To meet many familiar binders, and meet and talk to new faces (and to attend the occasional lecture and view the binding competition entries), added to the fun of the selling  and made the time away a rewarding experience, and one certainly we’ll seriously consider repeating next time.

Our next event will be at the ABA Book Fair, Chelsea, in November, when Bernard will again be offering to sign copies of his book.

The catalogue mentioned is available on-line, though on request a hard copy can be provided.





 Essays on Fine Binding – With an Introduction by Sam Ellenport

 Bernard C. Middleton

Published: Oxford, Alan Isaac Rare Books.

114p, 225 x 158mm, illustrated with line drawings and coloured plates, sewn, cloth gilt, hardbound.

An edition of 500 copies.  £25 [post & packing – UK £2, Europe £7, Rest of the world £9]

Enquiries – Alan Isaac Rare Books – 15, Polstead Road, Oxford, OX2 6TW

Tel: 01865 516449, Email:,

Please ORDER through the Bookshop page.

Posted by on November 21st, 2015 | Comments Off on Society of Bookbinders Conference, Keele – August 2015
Posted in Bookbinding

Londinium-The Bloomberg Square Project-Writing Tablets

Now that work on the site of the Bloomberg hub in the City of London is drawing to a close, and the feverish activity of up to sixty archaeologists are endeavouring to take the fullest benefit of this re-development opportunity, it is a good time to take stock of our current knowledge of the finds made.  Although the artefacts un-covered are striking, in their numbers if not in their individuality, it is perhaps the appreciation that hitherto the names of only fourteen residents of Londinium were known, this in a settlement occupied by Roman visitors from the second invasion in A.D 43 to the early 5th century.  This number is set to grow in the wake of the current exploration.


The Bloomberg site stands close by Mansion House underground railway station in central London.  Although it was developed in the 1950’s and some archaeological work was then undertaken, it is only now, following the acquisition of the site by Bloomberg and on which its landmark base is to be built, that a window of opportunity has again opened.  That so much has been preserved deep underground, which in other circumstances would have quickly decayed, is due to the flowing River Walbrook, which created ideal conditions for the preservation of wood and leather, with the consequence that a large quantity of shoes, and more importantly fragments of wood has been discovered.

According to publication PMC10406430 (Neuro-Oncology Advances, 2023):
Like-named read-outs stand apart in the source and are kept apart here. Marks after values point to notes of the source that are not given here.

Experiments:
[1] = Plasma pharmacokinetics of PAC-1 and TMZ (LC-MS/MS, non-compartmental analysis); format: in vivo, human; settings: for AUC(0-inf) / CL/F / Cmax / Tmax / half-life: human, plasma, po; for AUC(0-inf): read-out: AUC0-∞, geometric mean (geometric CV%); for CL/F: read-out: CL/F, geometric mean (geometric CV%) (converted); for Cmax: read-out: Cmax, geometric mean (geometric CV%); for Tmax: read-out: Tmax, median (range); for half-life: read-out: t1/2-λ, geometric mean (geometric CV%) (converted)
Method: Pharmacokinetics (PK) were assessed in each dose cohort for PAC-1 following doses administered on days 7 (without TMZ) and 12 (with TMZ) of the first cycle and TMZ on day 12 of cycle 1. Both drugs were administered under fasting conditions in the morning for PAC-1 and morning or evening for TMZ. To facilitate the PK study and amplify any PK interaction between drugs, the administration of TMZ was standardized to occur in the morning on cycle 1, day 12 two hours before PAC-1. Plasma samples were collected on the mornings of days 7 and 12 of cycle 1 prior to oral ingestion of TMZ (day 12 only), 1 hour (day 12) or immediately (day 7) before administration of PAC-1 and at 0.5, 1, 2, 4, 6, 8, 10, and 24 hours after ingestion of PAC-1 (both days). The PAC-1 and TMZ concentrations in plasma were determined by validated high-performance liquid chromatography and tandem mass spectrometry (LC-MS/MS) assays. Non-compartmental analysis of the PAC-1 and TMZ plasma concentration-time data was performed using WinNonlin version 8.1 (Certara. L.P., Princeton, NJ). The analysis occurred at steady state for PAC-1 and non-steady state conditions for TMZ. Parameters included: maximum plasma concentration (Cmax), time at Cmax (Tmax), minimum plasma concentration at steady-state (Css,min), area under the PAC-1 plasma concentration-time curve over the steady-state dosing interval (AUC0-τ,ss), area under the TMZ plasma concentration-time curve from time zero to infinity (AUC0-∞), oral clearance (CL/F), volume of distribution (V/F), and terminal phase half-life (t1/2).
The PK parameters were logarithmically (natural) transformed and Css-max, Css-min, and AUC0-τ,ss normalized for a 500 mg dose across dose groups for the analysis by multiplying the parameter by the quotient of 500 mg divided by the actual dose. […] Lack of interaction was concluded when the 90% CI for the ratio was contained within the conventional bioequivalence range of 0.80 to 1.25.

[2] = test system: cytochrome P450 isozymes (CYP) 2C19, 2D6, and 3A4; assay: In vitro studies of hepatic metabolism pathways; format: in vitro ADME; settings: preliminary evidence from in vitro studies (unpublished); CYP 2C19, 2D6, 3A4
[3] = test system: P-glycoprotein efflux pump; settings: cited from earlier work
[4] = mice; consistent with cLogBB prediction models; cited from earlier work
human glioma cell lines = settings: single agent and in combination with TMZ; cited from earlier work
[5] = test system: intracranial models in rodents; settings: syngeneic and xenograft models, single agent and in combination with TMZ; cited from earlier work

The earliest evidence of the codex form dates from the early Roman occupation.  The ‘book’ or Codex comprised, in its simplest form, of two pieces of stilus writing-tablets stitched together.  The stili might have a bed within which wax could be poured to form a re-usable writing surface, or consist of simply the wood itself onto which a message might be written with ink.  In either case there exists the possibility of discovering, through the use of modern technology, both the essence of the communication and, perhaps more tantalisingly, the identity of the writer. Although some four to five hundred stilus writing-tablets have been found in Britain hitherto, prior to the current excavations, only a few of them have proved to be legible [1].

The Bloomberg site has to date revealed upwards of 100 fragments of writing tablets. Some of the content has already been examined and found to include mundane texts such as shopping lists and party invitations, whilst others show more detailed and fascinating transactions, including a contract for the sale of a slave girl and the transfer of a five acre wood in Kent.  Hopes are high among those leading this work at the Museum of London that the group of 14 known residents of Roman London will be increased.

It is my intention to follow the progress of the analysis of the writing tablets.  Should anyone have insights into this or related work, do please contribute.

[1] R.S.O Tomlin, – The Cambridge History of the Book in Britain, vol. 1 c.400 – 1100. Cambridge University Press, 2012. P337

Stili from above work